Consider the number of articles and news stories online and in print about how and why Americans need to invest for retirement and increase their personal savings. Even with all that prodding, more than 25 percent of Americans have nothing put away for a rainy day and the number of Americans without a retirement fund is nearly 34 percent. Are you taking the management of credit seriously?
In the same way, the mundane topic of credit and the impact it has on personal finance is easily discounted, leaving many people in financial trouble because of mismanaged credit accounts. Understanding how credit works may seem unimportant or too tedious to bother learning, but neglect this important issue and you may be denied credit for some of life’s most basics, like buying a car or home, or jeopardize a new employment opportunity.
The concept of establishing credit is as simple as demonstrating your ability to borrow and repay a loan or line of credit over time. Handle credit responsibly and you’ll earn good credit scores, which are established by the three major credit agencies, Experian, TransUnion and Equifax. If you fail to exhibit responsible money management skills, you’ll receive a poor credit score and end up paying more in interest for the privilege of borrowing in the future.
In an attempt to present this important issue in a new light and to avoid the monotony of the typical to-do type list to establish or improve your credit, we’re coming at it from a different direction. With tongue firmly planted in cheek, here are ten easy steps to take to destroy your credit (don’t do it!):
- Open a bunch of new credit accounts!
The more applications you submit the more desperate you will appear and the quicker your score will drop. Every time you open or apply for a new account, an inquiry is added to your credit report, each having a small impact on your score; multiple inquiries in a short period of time will have a greater impact. Generally, you’ll see a 5 point drop for each inquiry.
- Max out your credit cards!
High card balances pay for the good life. Using more than 30% of your limit shows little self-control and will lower your score. Roughly one third of your score is based on the ratio of credit card debt to credit limit.
- Don’t pay your bills on time!
Delinquent payments will demonstrate your irresponsible money management skills and could drop your credit score by 100 points or more.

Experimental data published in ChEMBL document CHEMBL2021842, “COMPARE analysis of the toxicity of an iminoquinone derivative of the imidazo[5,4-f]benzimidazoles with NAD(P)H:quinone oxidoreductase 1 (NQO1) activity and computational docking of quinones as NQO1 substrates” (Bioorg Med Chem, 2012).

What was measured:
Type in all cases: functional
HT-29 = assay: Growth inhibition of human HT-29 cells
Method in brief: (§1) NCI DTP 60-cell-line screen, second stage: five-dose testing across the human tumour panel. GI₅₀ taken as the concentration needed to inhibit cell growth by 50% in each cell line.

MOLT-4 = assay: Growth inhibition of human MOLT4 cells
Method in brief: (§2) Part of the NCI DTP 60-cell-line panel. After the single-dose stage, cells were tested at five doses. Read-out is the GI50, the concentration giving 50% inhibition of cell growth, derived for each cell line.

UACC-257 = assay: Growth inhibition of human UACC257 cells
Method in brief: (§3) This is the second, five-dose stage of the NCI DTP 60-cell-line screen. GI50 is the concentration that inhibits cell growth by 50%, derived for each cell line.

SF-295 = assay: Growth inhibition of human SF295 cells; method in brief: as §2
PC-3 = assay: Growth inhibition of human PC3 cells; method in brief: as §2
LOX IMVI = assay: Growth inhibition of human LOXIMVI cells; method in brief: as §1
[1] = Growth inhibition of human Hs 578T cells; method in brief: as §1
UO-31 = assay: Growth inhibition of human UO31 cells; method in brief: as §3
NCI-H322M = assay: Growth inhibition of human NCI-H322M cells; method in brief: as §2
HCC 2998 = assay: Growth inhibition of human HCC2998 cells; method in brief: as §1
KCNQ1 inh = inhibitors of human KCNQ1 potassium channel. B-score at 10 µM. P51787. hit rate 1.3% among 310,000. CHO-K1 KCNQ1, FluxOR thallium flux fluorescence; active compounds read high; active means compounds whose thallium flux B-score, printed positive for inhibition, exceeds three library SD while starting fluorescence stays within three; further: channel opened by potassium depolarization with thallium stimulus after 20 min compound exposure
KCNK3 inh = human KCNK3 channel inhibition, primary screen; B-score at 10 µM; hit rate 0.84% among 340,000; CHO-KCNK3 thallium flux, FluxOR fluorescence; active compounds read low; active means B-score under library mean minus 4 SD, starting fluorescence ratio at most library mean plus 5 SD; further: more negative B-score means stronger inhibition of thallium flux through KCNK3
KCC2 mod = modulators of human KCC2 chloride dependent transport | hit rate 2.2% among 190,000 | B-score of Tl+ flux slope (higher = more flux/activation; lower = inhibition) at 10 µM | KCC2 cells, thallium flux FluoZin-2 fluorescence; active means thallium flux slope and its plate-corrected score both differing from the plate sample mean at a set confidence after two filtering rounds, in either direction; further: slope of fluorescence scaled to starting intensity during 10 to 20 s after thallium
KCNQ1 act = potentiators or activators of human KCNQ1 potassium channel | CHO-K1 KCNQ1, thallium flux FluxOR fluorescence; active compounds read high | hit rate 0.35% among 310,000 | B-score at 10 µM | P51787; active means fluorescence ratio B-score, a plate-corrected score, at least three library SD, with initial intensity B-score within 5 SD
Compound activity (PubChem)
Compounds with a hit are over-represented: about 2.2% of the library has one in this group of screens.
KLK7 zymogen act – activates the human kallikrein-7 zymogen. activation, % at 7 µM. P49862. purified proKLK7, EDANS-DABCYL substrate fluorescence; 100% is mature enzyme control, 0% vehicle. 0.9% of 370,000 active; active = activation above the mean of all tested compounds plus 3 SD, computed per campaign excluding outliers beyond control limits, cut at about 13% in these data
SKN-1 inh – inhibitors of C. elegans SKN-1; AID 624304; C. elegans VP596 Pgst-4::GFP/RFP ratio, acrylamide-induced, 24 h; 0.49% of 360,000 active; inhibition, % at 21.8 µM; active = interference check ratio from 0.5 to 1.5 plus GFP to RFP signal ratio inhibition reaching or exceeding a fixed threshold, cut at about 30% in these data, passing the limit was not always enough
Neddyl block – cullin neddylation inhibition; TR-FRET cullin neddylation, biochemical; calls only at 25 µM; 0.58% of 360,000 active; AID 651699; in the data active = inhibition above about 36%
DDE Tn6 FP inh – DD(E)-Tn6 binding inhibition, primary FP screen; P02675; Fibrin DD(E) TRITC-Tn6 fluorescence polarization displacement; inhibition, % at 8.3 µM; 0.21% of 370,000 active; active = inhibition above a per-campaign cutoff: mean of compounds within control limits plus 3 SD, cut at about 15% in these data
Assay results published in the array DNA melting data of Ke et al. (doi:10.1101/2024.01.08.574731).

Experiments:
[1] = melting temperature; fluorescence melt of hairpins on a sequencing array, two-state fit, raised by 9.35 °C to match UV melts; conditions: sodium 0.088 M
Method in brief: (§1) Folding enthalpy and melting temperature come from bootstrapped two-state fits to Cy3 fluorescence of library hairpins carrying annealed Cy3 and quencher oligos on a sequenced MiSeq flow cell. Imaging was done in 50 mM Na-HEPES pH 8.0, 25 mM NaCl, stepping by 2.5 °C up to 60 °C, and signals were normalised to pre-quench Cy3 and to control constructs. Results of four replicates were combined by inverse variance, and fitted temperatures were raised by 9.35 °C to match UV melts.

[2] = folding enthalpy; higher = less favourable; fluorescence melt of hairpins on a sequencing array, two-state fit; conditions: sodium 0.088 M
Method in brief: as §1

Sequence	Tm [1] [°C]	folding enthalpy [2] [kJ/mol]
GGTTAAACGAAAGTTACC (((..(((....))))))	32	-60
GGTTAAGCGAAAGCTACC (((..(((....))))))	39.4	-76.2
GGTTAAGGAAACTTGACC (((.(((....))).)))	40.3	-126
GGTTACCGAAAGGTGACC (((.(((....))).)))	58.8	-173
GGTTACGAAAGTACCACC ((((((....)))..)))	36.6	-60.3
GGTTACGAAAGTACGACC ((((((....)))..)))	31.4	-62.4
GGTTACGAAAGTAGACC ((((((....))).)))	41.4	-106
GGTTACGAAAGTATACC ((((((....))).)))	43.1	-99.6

- Close credit card accounts you don’t use, especially older ones!
When you close an account, the credit limit will no longer be included in your credit reports resulting in a reduction in your credit utilization ratio. In other words, you will be using a larger percentage of your available credit once you close any accounts. Closing old accounts when you open a new one will cut off records of a lengthy credit history, which are helpful in maintaining a higher score.
- Stop paying your mortgage!
Skipping out on a mortgage is the quickest way to see your credit score take a dive. Enjoy the liberation that comes from walking away from a home that is now worth less than what you paid. Foreclosure may drop your score over 150 points. Ouch!
- Co-sign for a risky family member or friend.
Your score will be negatively affected by every irresponsible move the original borrower makes, i.e., late payments, defaulting, etc. Adding insult to injury, you’ll be held responsible to repay the loan.
- Open store-branded credit cards.
Enjoy the immediate gratification of saving 10 percent on purchases made when you open the account. Open multiple lines with different retail stores in a short period of time. Retail credit cards not only come with low credit limits in most cases, which can have a negative effect on overall credit utilization, but your credit scores will also take a hit every time you apply with an inquiry appearing on your credit reports.
- Neglect paying traffic tickets and library fines.
The amount you owe is only a small sum, but neglect paying and it may be turned over to a collection agency and see your score drop by 100 points or more.
- Buy everything with cash!
Who needs credit cards? Fail to demonstrate your ability to pay on credit by making all your purchases with cash and don’t even begin to establish a score – zilch, zero, nada.
- Stick it to your creditors by filing for bankruptcy.
It’s only 10 years of damage to your credit score.
These surefire ways to bring down your credit score can be combined to do the most damage. Utilizing one or two of these tips may not have a negative impact at first, but over time you will slowly see your score drop, if you continue to practice them.
Noreen Ruth is a regular contributor to a variety of quality financial-related blogs and websites. Discover more of her articles and additional info on credit, finance and cards for people with bad credit at www.asapcreditcard.com. She specializes in credit and debt-related issues and enjoys educating consumers about the latest rules and regulations, as well as ways to build, improve and maintain good credit.